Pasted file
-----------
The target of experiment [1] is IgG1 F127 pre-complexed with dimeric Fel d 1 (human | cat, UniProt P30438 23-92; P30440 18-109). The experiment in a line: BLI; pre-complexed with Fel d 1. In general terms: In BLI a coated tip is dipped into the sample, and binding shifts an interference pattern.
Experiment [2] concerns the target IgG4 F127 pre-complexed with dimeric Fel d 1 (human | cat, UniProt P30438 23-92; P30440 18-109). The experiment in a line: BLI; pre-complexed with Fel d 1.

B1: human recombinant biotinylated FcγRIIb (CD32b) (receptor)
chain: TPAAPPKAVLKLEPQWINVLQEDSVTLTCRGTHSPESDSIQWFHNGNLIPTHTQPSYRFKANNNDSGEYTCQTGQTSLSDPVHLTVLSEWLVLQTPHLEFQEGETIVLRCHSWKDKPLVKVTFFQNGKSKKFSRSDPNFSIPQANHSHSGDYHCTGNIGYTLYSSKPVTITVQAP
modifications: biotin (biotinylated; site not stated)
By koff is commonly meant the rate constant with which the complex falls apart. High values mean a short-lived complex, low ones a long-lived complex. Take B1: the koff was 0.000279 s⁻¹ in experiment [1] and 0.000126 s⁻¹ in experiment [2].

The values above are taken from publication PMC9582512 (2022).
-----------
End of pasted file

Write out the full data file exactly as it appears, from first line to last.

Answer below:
The target of experiment [1] is IgG1 F127 pre-complexed with dimeric Fel d 1 (human | cat, UniProt P30438 23-92; P30440 18-109). The experiment in a line: BLI; pre-complexed with Fel d 1. In general terms: In BLI a coated tip is dipped into the sample, and binding shifts an interference pattern.
Experiment [2] concerns the target IgG4 F127 pre-complexed with dimeric Fel d 1 (human | cat, UniProt P30438 23-92; P30440 18-109). The experiment in a line: BLI; pre-complexed with Fel d 1.

B1: human recombinant biotinylated FcγRIIb (CD32b) (receptor)
chain: TPAAPPKAVLKLEPQWINVLQEDSVTLTCRGTHSPESDSIQWFHNGNLIPTHTQPSYRFKANNNDSGEYTCQTGQTSLSDPVHLTVLSEWLVLQTPHLEFQEGETIVLRCHSWKDKPLVKVTFFQNGKSKKFSRSDPNFSIPQANHSHSGDYHCTGNIGYTLYSSKPVTITVQAP
modifications: biotin (biotinylated; site not stated)
By koff is commonly meant the rate constant with which the complex falls apart. High values mean a short-lived complex, low ones a long-lived complex. Take B1: the koff was 0.000279 s⁻¹ in experiment [1] and 0.000126 s⁻¹ in experiment [2].

The values above are taken from publication PMC9582512 (2022).